A recent study published in the British Journal of Opthalmology indicates that drinking at least one cup of hot tea a day is linked to a significantly lower risk of developing glaucoma.
After taking into account potentially influential factors , such as diabetes and smoking, hot tea drinkers were 74 per cent less likely to have glaucoma.
Various forms of glaucoma cause fluid pressure to build up inside the eye ( intraocular pressure) damaging the optic nerve. It is one of the leading causes of blindness in the world and affects 400,000 Canadians.
Previous research has indicated that caffeine can alter intraocular pressure but no study had compared the potential impact of decaffeinated and caffeinated drinks and glaucoma risk. However, in this study interestingly drinking decaffeinated and decaffeinated coffee, decaffeinated tea, iced tea, and soft drinks didn’t seem to make any difference to glaucoma risk.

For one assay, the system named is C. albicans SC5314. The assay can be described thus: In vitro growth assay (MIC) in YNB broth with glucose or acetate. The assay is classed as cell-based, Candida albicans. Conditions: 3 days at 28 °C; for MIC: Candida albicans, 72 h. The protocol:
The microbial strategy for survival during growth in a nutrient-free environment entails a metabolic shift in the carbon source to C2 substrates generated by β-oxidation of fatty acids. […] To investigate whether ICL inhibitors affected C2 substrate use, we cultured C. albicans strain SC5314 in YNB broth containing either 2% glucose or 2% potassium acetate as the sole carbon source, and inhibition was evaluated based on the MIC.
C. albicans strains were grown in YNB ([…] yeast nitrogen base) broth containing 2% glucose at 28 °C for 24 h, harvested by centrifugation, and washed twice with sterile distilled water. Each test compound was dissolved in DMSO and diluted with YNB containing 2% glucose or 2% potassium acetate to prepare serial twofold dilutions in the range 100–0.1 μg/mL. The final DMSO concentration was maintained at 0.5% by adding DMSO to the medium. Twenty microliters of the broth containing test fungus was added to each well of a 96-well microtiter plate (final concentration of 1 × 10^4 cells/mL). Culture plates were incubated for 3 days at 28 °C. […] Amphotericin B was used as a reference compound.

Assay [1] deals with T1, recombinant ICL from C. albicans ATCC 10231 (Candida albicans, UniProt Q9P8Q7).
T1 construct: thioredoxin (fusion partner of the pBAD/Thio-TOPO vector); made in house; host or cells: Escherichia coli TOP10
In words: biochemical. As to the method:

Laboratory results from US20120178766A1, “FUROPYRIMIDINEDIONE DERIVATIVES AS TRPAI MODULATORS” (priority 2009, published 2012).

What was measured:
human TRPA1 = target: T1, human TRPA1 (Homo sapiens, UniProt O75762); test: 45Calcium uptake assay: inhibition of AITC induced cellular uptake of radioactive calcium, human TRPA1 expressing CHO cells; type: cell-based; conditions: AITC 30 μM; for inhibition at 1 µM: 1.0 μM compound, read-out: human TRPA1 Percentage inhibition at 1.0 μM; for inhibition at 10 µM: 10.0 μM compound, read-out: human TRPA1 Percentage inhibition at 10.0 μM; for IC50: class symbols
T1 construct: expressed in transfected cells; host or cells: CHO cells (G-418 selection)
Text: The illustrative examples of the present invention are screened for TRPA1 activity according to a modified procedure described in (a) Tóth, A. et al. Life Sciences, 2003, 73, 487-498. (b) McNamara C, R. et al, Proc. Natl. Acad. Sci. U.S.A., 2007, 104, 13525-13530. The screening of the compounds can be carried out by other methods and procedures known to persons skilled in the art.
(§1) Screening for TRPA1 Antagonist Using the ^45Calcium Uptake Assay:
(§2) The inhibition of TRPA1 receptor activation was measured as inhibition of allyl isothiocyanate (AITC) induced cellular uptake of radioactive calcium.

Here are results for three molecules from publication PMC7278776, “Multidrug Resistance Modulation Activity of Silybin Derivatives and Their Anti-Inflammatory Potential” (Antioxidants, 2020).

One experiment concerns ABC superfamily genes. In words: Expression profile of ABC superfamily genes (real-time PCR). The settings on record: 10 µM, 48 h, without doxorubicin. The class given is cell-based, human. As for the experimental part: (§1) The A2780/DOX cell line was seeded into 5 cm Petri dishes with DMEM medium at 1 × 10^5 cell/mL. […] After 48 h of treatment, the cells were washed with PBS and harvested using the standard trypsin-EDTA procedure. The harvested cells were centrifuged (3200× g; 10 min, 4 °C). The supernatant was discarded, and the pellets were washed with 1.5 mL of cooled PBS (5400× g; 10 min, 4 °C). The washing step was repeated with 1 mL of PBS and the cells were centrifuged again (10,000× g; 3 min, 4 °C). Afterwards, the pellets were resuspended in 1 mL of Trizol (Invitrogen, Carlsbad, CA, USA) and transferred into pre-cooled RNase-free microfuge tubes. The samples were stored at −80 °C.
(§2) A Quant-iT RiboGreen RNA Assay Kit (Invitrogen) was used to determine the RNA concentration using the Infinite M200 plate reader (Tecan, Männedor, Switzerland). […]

Teas do contain antioxidants and anti-inflammatory and neuroprotective chemicals which have been associated with a lowered risk of serious conditions including heart disease, cancer, and diabetes.
The study was an observational study of 1,678 participants in the US so no firm conclusions can be drawn about cause and effect. As well the absolute numbers of those with glaucoma in the study was small.
Glaucoma can be treated if detected early but the only way to detect it early is through regular comprehensive eye exams.
An abstract of the study can be found at: